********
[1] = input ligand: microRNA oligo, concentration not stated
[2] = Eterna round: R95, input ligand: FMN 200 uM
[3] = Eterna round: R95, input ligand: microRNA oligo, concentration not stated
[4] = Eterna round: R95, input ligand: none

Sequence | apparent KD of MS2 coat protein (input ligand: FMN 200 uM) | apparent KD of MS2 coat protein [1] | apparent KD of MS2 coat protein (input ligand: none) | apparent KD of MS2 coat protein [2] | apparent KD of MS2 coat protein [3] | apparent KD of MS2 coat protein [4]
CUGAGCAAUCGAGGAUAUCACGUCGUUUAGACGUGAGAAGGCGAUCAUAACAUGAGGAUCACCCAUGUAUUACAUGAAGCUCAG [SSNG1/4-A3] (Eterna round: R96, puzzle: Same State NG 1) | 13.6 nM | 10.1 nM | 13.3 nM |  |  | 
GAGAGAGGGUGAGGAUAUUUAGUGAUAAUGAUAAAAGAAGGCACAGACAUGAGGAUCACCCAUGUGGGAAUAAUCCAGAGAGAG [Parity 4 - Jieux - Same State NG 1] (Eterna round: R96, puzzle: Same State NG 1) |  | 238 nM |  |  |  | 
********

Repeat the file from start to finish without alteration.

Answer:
[1] = input ligand: microRNA oligo, concentration not stated
[2] = Eterna round: R95, input ligand: FMN 200 uM
[3] = Eterna round: R95, input ligand: microRNA oligo, concentration not stated
[4] = Eterna round: R95, input ligand: none

Sequence | apparent KD of MS2 coat protein (input ligand: FMN 200 uM) | apparent KD of MS2 coat protein [1] | apparent KD of MS2 coat protein (input ligand: none) | apparent KD of MS2 coat protein [2] | apparent KD of MS2 coat protein [3] | apparent KD of MS2 coat protein [4]
CUGAGCAAUCGAGGAUAUCACGUCGUUUAGACGUGAGAAGGCGAUCAUAACAUGAGGAUCACCCAUGUAUUACAUGAAGCUCAG [SSNG1/4-A3] (Eterna round: R96, puzzle: Same State NG 1) | 13.6 nM | 10.1 nM | 13.3 nM |  |  | 
GAGAGAGGGUGAGGAUAUUUAGUGAUAAUGAUAAAAGAAGGCACAGACAUGAGGAUCACCCAUGUGGGAAUAAUCCAGAGAGAG [Parity 4 - Jieux - Same State NG 1] (Eterna round: R96, puzzle: Same State NG 1) |  | 238 nM |  |  |  | 